Data Availability Statement

Source code, documentation, and tutorials for each package are available from their respective GitHub repositories: R (, Python (, and Julia ( Users are encouraged to raise issues and contribute improvements to the packages via GitHub. For easy installation, packaged versions are also available on CRAN (for R), PyPI and conda-forge (for Python), and Pkg (Julia’s built-in package manager). Please cite this paper when discussing the software in an abstract sense or other ideas from the paper. When using the software, we recommend citing the specific version and its associated software release. For example, the R, Python, and Julia versions used in the paper are available as software releases [20,27,28], respectively. The Python example was run in Jupyter on Windows Subsystem for Linux 2 (WSL2) with an Intel processor. The supplemental environment.yml ( (accessed on 5 December 2023)) contains the package metadata to reproduce our Python computational environment. As with all the examples, different package managers, operating systems, and hardware may yield different results. If you are unable to reproduce the examples, please raise an issue on the relevant GitHub repository.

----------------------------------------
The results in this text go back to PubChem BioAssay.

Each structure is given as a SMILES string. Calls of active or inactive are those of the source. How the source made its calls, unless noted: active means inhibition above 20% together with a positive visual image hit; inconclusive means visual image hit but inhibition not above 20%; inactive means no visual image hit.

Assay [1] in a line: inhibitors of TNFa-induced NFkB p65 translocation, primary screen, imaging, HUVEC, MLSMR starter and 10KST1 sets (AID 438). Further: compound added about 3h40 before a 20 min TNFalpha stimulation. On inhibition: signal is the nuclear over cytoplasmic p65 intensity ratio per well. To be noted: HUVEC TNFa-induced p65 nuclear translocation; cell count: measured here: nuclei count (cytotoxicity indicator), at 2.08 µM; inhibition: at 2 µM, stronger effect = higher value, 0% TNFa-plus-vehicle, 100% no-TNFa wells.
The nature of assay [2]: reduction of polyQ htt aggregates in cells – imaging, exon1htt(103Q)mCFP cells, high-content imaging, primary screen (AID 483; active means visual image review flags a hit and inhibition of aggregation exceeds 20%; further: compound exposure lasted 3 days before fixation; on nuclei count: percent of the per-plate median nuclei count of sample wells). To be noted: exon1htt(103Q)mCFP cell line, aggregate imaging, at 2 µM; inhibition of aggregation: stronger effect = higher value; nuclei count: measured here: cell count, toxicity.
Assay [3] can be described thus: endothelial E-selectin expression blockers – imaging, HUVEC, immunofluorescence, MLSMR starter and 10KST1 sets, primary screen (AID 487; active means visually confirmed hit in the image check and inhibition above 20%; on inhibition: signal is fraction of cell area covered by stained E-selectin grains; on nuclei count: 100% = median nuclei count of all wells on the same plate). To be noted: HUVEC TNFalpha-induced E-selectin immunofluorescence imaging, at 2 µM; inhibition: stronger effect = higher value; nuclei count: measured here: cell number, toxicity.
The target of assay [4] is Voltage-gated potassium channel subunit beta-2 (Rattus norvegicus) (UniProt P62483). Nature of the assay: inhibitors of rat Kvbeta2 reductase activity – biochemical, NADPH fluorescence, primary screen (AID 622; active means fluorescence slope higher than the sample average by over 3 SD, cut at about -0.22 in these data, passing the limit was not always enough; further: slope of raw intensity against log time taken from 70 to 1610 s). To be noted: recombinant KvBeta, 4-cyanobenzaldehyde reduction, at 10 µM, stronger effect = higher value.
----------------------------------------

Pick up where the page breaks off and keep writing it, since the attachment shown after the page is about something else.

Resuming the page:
This work was conducted as part of the USGS Integrated Water Availability Assessments (IWAAs) Program, which examines the spatial and temporal distribution of water quantity and quality in both surface and groundwater, as related to human and ecosystem needs and as affected by human and natural influences. Any use of trade, firm, or product names is for descriptive purposes only and does not imply endorsement by the U.S. Government.

Conflicts of Interest

Authors T.O.H., L.A.D., J.A.H., and L.F.S. were employed by the U.S. Geological Survey. Author S.B. is employed by CUAHSI. The remaining authors declare that the research was conducted in the absence of any commercial or financial relationships that could be construed as a potential conflict of interest.